"We all came from somewhere," said Philadelphia-based author Estelle Carpey, one of the luncheon speakers at the conference, which began August 2 and ended August 7. Her forthcoming book, "A Piece of Heart," will tell the story of an aunt lost to the family for decades, then discovered.
"We all have a history," she said. "We have a culture. What your family went through, you have to put in the context of what the world was like at the time."
Those stories - and certainly that context - have drawn growing numbers of people of many ethnic groups to genealogy. They are searching for their pasts in a present that holds more opportunity, with new digital equipment and databases and, for those of Eastern European descent, more archives opening across the ocean as governments liberalize access.
"This is an attempt to connect with something larger than yourself," said David Mink, a Philadelphia restaurateur and international conference co-chair who wanted to give his children a sense of their ancestry, and thus began researching his family four years ago.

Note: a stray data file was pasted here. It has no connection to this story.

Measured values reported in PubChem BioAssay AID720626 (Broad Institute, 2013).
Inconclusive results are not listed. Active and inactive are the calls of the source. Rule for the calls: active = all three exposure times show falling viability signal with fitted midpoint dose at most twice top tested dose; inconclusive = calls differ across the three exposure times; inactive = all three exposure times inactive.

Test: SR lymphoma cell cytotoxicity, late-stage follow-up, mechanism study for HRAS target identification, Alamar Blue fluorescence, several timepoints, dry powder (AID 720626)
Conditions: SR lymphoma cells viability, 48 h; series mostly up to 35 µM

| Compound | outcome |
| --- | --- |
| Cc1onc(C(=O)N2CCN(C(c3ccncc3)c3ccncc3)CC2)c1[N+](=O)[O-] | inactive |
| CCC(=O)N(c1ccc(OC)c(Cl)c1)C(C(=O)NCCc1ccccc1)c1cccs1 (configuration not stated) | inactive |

"I felt a desire to give the people not just names, but personalities," he said. "We are the results of everything that preceded us, I believe. There's probably a lot of my grandparents in me."
This was the 29th conference, which is now sponsored each year by the International Association of Jewish Genealogical Societies, a confederation of about 75 local societies around the world, and by the host society - in this case, the Jewish Genealogical Society of Greater Philadelphia. The convention tends to draw largely from the region where it is held and throws a spotlight on that locale's Jewish history. This year, programming about Philadelphia's Jewish community, among the nation's oldest, was abundant.
But there was also, it seemed, something for everyone, with more than 100 presenters, and stations that included information on DNA testing, databases, document searching and the Red Star Line, which sailed immigrants to Philadelphia and New York from Antwerp for 61 years, plus document translators and the requisite jewelry and handicrafts tables.
The keynote speaker was the Rev. Patrick Desbois, a French-born Roman Catholic whose dogged research has shown that after the Nazis invaded the Soviet Union in 1941, they killed about 1.5 million Jews in Ukraine. On August 2, the night Desbois was addressing the conference, cable's National Geographic Channel was broadcasting "Hitler's Hidden Holocaust," the story of Desbois' work in Ukraine.